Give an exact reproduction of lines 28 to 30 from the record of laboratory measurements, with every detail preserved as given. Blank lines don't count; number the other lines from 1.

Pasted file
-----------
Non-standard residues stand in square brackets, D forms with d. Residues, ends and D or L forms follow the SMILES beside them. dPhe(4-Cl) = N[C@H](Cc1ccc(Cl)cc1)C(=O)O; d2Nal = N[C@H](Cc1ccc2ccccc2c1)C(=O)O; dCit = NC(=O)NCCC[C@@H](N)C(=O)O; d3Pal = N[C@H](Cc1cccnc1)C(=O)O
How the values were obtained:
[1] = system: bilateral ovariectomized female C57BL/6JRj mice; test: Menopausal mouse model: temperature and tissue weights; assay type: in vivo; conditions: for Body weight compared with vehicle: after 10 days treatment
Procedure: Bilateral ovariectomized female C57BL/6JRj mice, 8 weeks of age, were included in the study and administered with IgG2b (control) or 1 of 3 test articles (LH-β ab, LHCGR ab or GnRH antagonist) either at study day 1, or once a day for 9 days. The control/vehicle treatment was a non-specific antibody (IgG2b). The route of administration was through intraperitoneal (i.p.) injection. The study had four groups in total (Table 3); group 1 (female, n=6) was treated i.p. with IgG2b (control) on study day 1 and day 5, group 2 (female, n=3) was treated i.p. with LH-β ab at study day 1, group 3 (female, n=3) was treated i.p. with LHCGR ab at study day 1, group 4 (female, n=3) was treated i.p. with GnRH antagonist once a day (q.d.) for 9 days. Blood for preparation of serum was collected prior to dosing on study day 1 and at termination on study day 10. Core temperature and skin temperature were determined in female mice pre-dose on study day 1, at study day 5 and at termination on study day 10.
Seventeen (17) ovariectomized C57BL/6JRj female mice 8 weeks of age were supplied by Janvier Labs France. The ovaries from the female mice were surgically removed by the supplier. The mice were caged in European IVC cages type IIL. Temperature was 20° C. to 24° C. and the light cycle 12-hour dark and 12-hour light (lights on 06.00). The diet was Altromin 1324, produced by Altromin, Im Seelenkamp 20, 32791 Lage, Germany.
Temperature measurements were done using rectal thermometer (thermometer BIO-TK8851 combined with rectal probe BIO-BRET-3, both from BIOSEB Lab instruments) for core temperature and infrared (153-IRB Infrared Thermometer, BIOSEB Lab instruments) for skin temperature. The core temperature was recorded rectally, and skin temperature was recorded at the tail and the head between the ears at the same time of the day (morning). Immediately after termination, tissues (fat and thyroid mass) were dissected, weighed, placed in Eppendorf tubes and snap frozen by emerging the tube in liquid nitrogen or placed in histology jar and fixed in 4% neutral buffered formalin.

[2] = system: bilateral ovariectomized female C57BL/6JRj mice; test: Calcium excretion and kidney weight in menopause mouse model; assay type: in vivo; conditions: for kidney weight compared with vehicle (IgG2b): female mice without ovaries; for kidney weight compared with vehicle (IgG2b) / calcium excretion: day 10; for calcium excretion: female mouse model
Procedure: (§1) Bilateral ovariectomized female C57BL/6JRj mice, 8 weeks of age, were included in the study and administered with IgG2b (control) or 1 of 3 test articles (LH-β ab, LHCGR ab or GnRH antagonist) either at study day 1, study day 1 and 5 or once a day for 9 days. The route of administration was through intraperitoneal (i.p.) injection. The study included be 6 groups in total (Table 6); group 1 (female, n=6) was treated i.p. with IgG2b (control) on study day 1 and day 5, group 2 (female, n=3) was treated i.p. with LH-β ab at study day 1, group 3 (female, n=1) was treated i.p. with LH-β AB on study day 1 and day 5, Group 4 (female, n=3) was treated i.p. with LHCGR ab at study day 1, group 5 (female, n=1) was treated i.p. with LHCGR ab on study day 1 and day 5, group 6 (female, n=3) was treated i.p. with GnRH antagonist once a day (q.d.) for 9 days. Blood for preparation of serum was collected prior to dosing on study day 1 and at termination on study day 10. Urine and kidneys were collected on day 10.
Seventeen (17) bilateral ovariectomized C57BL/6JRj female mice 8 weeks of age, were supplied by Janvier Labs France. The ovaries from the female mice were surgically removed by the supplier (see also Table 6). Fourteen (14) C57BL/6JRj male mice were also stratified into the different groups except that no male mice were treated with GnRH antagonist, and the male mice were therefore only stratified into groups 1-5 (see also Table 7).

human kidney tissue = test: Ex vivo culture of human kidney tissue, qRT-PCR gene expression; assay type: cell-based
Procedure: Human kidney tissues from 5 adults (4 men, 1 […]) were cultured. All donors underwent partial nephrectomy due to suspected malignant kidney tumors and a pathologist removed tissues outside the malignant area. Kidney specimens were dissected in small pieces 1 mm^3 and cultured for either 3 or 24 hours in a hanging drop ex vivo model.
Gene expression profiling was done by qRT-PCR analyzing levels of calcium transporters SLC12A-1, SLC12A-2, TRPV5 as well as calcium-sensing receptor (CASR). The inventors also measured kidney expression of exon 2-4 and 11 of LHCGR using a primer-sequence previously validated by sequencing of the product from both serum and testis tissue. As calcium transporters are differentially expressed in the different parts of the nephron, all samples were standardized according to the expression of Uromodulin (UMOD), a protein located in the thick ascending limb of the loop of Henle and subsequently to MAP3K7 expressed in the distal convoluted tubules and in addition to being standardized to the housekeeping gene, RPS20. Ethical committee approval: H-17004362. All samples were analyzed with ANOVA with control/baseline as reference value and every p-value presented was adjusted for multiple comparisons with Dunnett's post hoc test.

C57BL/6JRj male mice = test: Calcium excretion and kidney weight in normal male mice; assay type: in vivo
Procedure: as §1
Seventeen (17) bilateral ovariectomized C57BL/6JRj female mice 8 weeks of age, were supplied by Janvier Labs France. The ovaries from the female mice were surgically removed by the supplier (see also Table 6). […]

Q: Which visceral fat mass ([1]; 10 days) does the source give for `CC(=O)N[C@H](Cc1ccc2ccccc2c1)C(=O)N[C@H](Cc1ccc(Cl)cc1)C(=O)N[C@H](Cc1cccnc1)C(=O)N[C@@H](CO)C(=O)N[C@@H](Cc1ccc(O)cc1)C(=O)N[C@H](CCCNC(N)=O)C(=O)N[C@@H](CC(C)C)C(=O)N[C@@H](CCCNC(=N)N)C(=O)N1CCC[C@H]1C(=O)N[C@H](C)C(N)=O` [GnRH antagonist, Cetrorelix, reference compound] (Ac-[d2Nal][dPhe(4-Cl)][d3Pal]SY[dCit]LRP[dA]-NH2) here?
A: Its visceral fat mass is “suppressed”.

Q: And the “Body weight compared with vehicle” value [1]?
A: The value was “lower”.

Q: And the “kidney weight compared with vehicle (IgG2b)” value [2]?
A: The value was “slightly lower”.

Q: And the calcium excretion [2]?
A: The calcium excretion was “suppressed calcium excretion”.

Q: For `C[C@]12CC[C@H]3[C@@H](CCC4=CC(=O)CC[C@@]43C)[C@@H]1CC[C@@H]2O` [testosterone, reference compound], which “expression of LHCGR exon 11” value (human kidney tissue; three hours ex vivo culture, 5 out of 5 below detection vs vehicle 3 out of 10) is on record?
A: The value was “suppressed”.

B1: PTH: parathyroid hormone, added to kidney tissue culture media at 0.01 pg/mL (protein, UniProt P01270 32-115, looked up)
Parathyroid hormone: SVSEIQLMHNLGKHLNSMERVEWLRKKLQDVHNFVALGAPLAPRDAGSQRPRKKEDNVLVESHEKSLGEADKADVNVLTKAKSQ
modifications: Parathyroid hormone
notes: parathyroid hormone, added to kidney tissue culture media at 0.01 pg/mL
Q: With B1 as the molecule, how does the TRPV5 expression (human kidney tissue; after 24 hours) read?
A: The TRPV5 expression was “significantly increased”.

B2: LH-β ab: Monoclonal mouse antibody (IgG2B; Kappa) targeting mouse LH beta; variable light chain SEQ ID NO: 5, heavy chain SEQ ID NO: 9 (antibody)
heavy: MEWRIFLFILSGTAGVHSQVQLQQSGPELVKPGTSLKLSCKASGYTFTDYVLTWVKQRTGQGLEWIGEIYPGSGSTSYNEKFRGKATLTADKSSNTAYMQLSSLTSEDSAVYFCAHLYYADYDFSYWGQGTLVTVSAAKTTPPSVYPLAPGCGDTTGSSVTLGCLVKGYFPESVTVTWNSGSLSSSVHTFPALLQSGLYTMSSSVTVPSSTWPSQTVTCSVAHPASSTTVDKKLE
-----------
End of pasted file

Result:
modifications: Parathyroid hormone
notes: parathyroid hormone, added to kidney tissue culture media at 0.01 pg/mL
Q: With B1 as the molecule, how does the TRPV5 expression (human kidney tissue; after 24 hours) read?